For the drought-stricken city of Lakewood, Calif., in Los Angeles County, implementing a smart regional storm water best management practice (BMP) was necessary to not only meet state permit regulations for the Los Cerritos Watershed Management Plan, but also to reduce potable water consumption. The Bolivar Park Storm Water Management Project uses an air-inflated rubber dam diversion system to redirect urban storm water runoff from the Del Amo Channel through a pre-treatment system that removes trash, debris and sediment. A pump station and drainage pipe then convey the water into a buried multi-chambered storage and infiltration facility. The treated runoff is used to irrigate Boliver Park’s landscaped areas.
“Being a part of the first large regional project that provides multiple benefits from potable water reduction, pollutant load reduction and increased flood capacity in the channel [is a point of pride],” said Jeremy Hohnbaum, project manager with Tetra Tech, the designer firm for the project.
The project also uses smart, real-time controls to optimize system performance and monitor weather conditions through a cloud-based system. The system automatically controls water levels to maximize irrigation storage between storms and maximize capture capacity prior to impending runoff.
“It was critical in meeting water quality objectives and permit compliance to help avoid heavy penalties that would have been assessed to the local agencies,” Hohnbaum said. “It also sets precedence for other on-site treatment and reuse projects.”
While the project spearheads on-site treatment and reuse projects in the region, getting appropriate permits and overcoming design issues were challenges during design and construction. Funding from the California Department of Transportation (Caltrans) required the city of Lakewood to meet an accelerated schedule in order to secure a design firm, complete necessary permits and being construction in less than two years. Obtaining appropriate approvals and permits from governing agencies such as the local county health department and flood control districts was a challenge on the accelerated timeline.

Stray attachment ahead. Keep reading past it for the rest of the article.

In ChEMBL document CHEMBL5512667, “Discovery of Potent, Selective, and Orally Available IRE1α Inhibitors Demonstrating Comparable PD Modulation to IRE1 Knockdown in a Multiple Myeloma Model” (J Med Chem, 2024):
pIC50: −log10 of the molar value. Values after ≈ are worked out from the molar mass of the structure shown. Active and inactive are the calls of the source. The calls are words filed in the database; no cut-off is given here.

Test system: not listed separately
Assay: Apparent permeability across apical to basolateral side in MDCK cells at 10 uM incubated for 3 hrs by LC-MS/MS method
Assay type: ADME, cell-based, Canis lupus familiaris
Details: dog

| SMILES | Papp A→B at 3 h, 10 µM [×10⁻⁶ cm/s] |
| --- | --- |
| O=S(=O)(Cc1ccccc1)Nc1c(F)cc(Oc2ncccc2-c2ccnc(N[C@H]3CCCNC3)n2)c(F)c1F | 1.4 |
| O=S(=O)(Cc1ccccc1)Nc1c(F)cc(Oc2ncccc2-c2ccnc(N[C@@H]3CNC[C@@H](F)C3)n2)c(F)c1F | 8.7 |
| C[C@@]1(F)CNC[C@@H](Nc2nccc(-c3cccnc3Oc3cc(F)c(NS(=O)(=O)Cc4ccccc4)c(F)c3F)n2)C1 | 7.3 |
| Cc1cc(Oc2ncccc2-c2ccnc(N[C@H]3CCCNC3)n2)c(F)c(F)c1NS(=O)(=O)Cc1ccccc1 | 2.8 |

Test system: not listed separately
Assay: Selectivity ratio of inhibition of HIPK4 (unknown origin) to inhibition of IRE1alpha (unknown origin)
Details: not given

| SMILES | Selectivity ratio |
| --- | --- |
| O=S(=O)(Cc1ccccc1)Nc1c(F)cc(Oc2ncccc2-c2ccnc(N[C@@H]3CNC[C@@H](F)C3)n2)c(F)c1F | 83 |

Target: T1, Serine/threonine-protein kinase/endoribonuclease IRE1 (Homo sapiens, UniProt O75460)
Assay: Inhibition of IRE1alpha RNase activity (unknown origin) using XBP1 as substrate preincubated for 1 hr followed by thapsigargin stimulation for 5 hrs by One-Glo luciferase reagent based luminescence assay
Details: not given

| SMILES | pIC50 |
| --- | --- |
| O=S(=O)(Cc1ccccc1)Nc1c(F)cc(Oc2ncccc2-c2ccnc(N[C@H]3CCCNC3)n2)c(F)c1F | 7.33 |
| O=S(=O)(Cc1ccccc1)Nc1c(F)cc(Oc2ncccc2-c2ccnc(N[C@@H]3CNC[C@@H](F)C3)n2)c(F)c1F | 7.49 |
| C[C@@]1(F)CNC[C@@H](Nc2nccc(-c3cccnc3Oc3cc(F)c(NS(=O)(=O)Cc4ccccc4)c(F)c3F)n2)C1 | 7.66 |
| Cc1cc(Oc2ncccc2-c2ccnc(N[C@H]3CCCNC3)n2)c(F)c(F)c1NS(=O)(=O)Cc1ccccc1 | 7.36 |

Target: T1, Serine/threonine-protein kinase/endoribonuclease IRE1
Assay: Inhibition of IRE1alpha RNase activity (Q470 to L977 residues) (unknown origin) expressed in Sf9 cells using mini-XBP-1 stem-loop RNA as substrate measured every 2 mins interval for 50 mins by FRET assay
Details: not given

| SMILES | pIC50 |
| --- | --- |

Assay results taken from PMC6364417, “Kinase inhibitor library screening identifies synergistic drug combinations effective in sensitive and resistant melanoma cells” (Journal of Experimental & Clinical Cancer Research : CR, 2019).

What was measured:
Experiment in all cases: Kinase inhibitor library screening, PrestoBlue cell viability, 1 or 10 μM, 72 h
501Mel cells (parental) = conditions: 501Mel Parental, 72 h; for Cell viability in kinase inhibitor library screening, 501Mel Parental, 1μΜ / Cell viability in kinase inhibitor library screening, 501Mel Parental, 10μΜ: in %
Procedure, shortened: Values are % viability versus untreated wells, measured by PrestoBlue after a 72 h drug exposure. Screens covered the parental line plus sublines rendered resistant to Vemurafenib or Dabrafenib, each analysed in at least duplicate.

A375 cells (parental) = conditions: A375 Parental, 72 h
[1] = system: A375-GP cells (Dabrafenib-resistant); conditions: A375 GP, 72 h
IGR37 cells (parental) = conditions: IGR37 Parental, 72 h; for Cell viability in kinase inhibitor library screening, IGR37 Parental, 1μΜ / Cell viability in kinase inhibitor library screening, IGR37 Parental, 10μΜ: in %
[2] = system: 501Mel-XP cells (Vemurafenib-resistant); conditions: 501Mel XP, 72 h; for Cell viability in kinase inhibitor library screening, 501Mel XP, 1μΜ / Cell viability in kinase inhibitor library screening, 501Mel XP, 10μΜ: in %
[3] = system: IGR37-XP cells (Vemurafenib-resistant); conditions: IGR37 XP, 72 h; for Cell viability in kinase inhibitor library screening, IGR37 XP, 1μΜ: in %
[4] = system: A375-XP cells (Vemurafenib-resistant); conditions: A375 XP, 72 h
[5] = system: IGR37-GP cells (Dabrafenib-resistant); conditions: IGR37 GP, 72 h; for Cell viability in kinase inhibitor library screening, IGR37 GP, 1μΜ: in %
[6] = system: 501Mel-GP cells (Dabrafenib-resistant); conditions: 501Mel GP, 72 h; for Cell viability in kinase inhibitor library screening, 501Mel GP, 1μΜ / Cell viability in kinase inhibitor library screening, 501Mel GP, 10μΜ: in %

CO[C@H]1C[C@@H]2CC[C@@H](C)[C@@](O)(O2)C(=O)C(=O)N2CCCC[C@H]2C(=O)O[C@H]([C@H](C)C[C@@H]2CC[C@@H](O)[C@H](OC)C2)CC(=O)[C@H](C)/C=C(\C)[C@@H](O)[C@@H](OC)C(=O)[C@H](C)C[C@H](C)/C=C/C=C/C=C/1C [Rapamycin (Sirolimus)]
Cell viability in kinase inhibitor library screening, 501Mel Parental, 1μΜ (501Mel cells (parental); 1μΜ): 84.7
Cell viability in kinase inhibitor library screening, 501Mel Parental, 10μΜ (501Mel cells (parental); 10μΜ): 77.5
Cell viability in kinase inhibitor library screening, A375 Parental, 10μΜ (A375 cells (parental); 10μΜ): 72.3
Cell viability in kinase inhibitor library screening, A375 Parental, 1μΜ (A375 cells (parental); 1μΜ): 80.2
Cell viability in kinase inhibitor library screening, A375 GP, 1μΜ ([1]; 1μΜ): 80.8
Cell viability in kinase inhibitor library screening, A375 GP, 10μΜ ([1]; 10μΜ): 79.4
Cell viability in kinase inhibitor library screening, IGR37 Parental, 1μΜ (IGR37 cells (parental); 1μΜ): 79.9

Additionally, the proposed diversion is located 600-ft from the proposed subsurface storage structure and high groundwater levels limited the depth of the subsurface structure. To navigate this design issue, a pump station was constructed, enabling storm water runoff to be conveyed to the storage structure. Many parties collaborated to make the Bolivar Park project possible.
“[The] city of Lakewood and the County of Los Angeles worked together to get the project kicked off,” Hohnbaum said. “Caltrans funded the entire project which was critical.”